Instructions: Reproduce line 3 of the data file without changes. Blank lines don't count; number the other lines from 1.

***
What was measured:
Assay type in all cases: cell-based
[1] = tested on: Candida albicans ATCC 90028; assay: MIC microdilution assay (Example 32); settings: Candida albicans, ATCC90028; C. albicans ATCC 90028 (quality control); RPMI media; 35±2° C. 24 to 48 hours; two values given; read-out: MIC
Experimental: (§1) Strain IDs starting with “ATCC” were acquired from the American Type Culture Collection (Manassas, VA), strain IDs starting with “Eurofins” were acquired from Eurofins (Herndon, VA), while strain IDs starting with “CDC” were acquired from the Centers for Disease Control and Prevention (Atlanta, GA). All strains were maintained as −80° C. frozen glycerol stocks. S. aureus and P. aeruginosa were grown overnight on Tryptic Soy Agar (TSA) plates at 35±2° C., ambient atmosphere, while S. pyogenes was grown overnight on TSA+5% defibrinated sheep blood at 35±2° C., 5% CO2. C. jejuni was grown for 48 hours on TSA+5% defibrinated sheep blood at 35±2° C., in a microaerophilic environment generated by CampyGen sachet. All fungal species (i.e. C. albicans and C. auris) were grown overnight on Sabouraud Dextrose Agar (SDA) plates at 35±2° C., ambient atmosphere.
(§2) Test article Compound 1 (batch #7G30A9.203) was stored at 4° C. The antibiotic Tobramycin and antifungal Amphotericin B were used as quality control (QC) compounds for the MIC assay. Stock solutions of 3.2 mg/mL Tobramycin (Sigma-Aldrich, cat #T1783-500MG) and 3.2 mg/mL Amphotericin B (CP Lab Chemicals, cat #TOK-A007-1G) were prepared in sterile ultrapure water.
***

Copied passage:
[1] = tested on: Candida albicans ATCC 90028; assay: MIC microdilution assay (Example 32); settings: Candida albicans, ATCC90028; C. albicans ATCC 90028 (quality control); RPMI media; 35±2° C. 24 to 48 hours; two values given; read-out: MIC